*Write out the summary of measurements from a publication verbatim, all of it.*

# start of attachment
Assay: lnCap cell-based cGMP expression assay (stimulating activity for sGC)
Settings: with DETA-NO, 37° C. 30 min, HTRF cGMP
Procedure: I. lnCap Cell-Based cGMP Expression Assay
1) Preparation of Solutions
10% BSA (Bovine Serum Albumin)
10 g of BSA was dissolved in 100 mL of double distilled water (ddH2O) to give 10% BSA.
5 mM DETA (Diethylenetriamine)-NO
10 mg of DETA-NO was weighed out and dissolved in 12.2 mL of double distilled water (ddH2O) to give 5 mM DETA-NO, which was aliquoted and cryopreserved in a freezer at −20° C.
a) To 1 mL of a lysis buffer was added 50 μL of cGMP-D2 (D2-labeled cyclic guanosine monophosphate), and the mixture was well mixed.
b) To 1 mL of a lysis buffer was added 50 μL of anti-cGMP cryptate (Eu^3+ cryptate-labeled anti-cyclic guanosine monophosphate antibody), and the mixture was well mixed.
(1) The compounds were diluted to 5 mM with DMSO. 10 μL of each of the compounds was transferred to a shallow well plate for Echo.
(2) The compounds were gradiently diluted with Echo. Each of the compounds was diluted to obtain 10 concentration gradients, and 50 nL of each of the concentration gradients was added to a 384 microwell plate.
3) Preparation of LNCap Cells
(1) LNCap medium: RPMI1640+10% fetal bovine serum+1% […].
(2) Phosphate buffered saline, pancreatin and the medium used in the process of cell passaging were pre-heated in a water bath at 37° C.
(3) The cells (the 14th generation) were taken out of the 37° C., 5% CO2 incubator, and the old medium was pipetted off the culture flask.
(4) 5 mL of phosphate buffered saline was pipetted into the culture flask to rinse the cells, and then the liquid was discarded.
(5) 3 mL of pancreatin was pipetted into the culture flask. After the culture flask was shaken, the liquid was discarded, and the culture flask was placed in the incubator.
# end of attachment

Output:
Assay: lnCap cell-based cGMP expression assay (stimulating activity for sGC)
Settings: with DETA-NO, 37° C. 30 min, HTRF cGMP
Procedure: I. lnCap Cell-Based cGMP Expression Assay
1) Preparation of Solutions
10% BSA (Bovine Serum Albumin)
10 g of BSA was dissolved in 100 mL of double distilled water (ddH2O) to give 10% BSA.
5 mM DETA (Diethylenetriamine)-NO
10 mg of DETA-NO was weighed out and dissolved in 12.2 mL of double distilled water (ddH2O) to give 5 mM DETA-NO, which was aliquoted and cryopreserved in a freezer at −20° C.
a) To 1 mL of a lysis buffer was added 50 μL of cGMP-D2 (D2-labeled cyclic guanosine monophosphate), and the mixture was well mixed.
b) To 1 mL of a lysis buffer was added 50 μL of anti-cGMP cryptate (Eu^3+ cryptate-labeled anti-cyclic guanosine monophosphate antibody), and the mixture was well mixed.
(1) The compounds were diluted to 5 mM with DMSO. 10 μL of each of the compounds was transferred to a shallow well plate for Echo.
(2) The compounds were gradiently diluted with Echo. Each of the compounds was diluted to obtain 10 concentration gradients, and 50 nL of each of the concentration gradients was added to a 384 microwell plate.
3) Preparation of LNCap Cells
(1) LNCap medium: RPMI1640+10% fetal bovine serum+1% […].
(2) Phosphate buffered saline, pancreatin and the medium used in the process of cell passaging were pre-heated in a water bath at 37° C.
(3) The cells (the 14th generation) were taken out of the 37° C., 5% CO2 incubator, and the old medium was pipetted off the culture flask.
(4) 5 mL of phosphate buffered saline was pipetted into the culture flask to rinse the cells, and then the liquid was discarded.
(5) 3 mL of pancreatin was pipetted into the culture flask. After the culture flask was shaken, the liquid was discarded, and the culture flask was placed in the incubator.